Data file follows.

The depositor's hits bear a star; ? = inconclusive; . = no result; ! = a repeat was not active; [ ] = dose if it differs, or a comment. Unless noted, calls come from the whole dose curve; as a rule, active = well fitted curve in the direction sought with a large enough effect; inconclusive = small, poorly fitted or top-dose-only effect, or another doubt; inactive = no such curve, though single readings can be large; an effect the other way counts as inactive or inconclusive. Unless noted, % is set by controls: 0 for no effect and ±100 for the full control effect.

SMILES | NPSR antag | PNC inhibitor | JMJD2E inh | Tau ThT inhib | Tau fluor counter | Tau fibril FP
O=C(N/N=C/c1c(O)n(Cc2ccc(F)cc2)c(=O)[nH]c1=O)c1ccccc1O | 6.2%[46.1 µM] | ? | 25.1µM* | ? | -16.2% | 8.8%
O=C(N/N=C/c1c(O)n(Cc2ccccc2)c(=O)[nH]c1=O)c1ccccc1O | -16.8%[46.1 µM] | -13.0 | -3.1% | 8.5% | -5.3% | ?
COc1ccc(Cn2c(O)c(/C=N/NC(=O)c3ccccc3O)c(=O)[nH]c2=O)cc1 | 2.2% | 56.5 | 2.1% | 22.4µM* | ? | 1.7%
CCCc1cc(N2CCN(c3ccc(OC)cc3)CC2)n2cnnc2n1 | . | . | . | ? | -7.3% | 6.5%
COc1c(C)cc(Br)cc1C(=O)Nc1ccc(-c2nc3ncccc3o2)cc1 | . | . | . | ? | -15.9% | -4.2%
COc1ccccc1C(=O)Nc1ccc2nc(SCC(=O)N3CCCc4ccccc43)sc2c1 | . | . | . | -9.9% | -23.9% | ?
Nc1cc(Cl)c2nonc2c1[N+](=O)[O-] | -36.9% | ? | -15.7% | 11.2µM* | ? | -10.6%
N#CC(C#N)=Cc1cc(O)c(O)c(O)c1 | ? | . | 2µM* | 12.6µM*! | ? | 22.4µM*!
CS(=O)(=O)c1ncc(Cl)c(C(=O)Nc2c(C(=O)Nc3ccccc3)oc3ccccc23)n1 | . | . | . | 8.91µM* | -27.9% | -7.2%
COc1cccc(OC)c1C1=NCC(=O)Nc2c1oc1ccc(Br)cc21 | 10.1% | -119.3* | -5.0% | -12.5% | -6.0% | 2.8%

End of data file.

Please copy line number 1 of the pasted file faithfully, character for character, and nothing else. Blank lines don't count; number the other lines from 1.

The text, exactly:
The depositor's hits bear a star; ? = inconclusive; . = no result; ! = a repeat was not active; [ ] = dose if it differs, or a comment. Unless noted, calls come from the whole dose curve; as a rule, active = well fitted curve in the direction sought with a large enough effect; inconclusive = small, poorly fitted or top-dose-only effect, or another doubt; inactive = no such curve, though single readings can be large; an effect the other way counts as inactive or inconclusive. Unless noted, % is set by controls: 0 for no effect and ±100 for the full control effect.